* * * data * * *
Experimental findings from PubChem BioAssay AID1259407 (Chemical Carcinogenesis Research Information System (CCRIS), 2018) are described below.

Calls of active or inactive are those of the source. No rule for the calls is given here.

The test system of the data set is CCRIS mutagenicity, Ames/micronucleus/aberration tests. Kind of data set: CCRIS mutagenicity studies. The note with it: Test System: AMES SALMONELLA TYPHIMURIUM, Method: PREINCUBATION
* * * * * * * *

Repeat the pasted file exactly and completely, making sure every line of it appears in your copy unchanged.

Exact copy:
Experimental findings from PubChem BioAssay AID1259407 (Chemical Carcinogenesis Research Information System (CCRIS), 2018) are described below.

Calls of active or inactive are those of the source. No rule for the calls is given here.

The test system of the data set is CCRIS mutagenicity, Ames/micronucleus/aberration tests. Kind of data set: CCRIS mutagenicity studies. The note with it: Test System: AMES SALMONELLA TYPHIMURIUM, Method: PREINCUBATION